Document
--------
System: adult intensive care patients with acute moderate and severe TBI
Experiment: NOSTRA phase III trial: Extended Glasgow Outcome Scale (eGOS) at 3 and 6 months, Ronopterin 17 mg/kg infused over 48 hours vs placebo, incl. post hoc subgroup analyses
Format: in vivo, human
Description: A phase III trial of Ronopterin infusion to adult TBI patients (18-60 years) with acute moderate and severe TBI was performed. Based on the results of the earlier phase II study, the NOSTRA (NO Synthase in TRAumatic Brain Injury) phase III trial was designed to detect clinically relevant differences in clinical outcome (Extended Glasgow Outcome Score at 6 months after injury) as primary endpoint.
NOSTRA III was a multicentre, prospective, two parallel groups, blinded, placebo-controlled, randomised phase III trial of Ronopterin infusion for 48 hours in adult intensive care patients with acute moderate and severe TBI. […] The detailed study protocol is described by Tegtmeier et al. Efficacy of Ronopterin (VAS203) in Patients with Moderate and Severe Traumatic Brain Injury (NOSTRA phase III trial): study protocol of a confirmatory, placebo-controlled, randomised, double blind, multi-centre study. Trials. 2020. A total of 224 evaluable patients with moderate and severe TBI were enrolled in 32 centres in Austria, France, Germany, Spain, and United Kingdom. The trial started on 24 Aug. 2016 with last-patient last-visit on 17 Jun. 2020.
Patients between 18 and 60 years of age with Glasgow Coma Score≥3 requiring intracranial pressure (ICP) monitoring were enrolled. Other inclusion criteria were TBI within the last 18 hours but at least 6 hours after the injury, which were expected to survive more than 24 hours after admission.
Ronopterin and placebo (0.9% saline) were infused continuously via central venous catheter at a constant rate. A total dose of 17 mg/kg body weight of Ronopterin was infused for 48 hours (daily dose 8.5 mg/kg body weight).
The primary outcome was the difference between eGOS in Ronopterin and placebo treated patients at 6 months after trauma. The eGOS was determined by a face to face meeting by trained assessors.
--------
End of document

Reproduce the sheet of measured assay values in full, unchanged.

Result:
System: adult intensive care patients with acute moderate and severe TBI
Experiment: NOSTRA phase III trial: Extended Glasgow Outcome Scale (eGOS) at 3 and 6 months, Ronopterin 17 mg/kg infused over 48 hours vs placebo, incl. post hoc subgroup analyses
Format: in vivo, human
Description: A phase III trial of Ronopterin infusion to adult TBI patients (18-60 years) with acute moderate and severe TBI was performed. Based on the results of the earlier phase II study, the NOSTRA (NO Synthase in TRAumatic Brain Injury) phase III trial was designed to detect clinically relevant differences in clinical outcome (Extended Glasgow Outcome Score at 6 months after injury) as primary endpoint.
NOSTRA III was a multicentre, prospective, two parallel groups, blinded, placebo-controlled, randomised phase III trial of Ronopterin infusion for 48 hours in adult intensive care patients with acute moderate and severe TBI. […] The detailed study protocol is described by Tegtmeier et al. Efficacy of Ronopterin (VAS203) in Patients with Moderate and Severe Traumatic Brain Injury (NOSTRA phase III trial): study protocol of a confirmatory, placebo-controlled, randomised, double blind, multi-centre study. Trials. 2020. A total of 224 evaluable patients with moderate and severe TBI were enrolled in 32 centres in Austria, France, Germany, Spain, and United Kingdom. The trial started on 24 Aug. 2016 with last-patient last-visit on 17 Jun. 2020.
Patients between 18 and 60 years of age with Glasgow Coma Score≥3 requiring intracranial pressure (ICP) monitoring were enrolled. Other inclusion criteria were TBI within the last 18 hours but at least 6 hours after the injury, which were expected to survive more than 24 hours after admission.
Ronopterin and placebo (0.9% saline) were infused continuously via central venous catheter at a constant rate. A total dose of 17 mg/kg body weight of Ronopterin was infused for 48 hours (daily dose 8.5 mg/kg body weight).
The primary outcome was the difference between eGOS in Ronopterin and placebo treated patients at 6 months after trauma. The eGOS was determined by a face to face meeting by trained assessors.